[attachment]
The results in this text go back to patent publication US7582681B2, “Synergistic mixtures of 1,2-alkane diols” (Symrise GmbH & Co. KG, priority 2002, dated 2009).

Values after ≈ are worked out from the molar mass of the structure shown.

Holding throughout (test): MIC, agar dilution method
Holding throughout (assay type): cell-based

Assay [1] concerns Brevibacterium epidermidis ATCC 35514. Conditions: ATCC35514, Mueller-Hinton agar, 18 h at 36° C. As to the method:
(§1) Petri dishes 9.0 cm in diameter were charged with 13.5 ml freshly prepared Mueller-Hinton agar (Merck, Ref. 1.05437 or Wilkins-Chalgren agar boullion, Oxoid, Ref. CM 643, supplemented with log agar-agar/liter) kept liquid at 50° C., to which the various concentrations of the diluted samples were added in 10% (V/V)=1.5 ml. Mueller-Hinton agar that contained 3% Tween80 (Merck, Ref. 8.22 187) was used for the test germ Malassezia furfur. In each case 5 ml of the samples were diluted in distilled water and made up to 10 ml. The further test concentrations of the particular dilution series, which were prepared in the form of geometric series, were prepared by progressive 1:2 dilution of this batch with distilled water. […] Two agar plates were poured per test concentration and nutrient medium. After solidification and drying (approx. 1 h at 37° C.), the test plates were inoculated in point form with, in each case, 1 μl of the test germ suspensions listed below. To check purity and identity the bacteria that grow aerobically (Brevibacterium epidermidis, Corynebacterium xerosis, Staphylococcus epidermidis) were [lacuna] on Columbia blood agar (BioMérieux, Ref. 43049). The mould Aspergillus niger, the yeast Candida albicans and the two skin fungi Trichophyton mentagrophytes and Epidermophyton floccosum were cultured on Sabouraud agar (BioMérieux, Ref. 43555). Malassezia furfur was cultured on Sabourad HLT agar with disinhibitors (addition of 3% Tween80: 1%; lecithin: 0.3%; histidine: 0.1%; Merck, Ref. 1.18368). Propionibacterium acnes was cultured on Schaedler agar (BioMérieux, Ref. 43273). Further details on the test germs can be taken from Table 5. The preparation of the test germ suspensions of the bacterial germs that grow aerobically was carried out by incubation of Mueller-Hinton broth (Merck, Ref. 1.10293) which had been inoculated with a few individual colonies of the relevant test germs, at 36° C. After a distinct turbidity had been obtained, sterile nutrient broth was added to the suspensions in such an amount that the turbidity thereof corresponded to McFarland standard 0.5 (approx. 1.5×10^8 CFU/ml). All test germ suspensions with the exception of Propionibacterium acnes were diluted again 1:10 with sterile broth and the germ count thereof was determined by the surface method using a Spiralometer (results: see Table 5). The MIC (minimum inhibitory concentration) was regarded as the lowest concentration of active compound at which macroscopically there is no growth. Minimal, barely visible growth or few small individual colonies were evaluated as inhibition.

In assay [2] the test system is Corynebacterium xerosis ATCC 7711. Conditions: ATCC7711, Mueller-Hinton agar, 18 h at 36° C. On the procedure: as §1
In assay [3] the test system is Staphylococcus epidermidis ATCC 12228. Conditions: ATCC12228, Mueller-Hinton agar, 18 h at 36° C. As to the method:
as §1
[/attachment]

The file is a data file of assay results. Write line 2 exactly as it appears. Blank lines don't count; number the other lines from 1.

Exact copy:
Values after ≈ are worked out from the molar mass of the structure shown.